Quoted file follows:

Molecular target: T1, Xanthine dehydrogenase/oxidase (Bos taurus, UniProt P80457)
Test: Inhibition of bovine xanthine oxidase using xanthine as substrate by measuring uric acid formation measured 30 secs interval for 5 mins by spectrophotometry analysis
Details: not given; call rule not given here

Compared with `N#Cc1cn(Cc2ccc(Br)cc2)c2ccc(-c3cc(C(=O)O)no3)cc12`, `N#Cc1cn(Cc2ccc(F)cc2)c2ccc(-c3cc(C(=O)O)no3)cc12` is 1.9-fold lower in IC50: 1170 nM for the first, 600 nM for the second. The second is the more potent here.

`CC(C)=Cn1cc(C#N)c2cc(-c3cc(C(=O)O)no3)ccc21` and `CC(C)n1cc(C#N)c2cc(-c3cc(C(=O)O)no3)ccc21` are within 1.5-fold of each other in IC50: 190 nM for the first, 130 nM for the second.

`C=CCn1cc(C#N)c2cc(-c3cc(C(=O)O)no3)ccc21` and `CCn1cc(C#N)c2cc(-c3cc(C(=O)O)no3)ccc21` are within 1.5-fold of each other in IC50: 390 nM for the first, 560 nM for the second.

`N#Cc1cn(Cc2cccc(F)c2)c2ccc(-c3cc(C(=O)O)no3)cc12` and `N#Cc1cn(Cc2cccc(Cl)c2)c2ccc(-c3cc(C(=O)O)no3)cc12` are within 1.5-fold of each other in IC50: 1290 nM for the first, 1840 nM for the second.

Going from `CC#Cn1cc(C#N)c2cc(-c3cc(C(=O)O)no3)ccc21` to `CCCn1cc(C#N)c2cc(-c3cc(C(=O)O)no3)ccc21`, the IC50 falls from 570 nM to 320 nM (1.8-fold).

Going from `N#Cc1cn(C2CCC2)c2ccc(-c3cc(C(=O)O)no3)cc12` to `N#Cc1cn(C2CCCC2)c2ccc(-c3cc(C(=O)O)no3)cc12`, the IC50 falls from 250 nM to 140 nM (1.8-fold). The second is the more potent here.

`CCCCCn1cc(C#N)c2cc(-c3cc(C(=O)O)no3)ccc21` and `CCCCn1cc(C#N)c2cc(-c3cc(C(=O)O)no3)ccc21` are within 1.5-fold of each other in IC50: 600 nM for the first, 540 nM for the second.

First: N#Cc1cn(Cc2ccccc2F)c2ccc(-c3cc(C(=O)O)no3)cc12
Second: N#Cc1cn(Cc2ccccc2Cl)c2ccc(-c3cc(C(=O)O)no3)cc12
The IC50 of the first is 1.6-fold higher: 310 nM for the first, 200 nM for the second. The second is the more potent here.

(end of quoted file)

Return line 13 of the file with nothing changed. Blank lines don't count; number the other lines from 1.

The IC50 of the first is 1.6-fold higher: 310 nM for the first, 200 nM for the second. The second is the more potent here.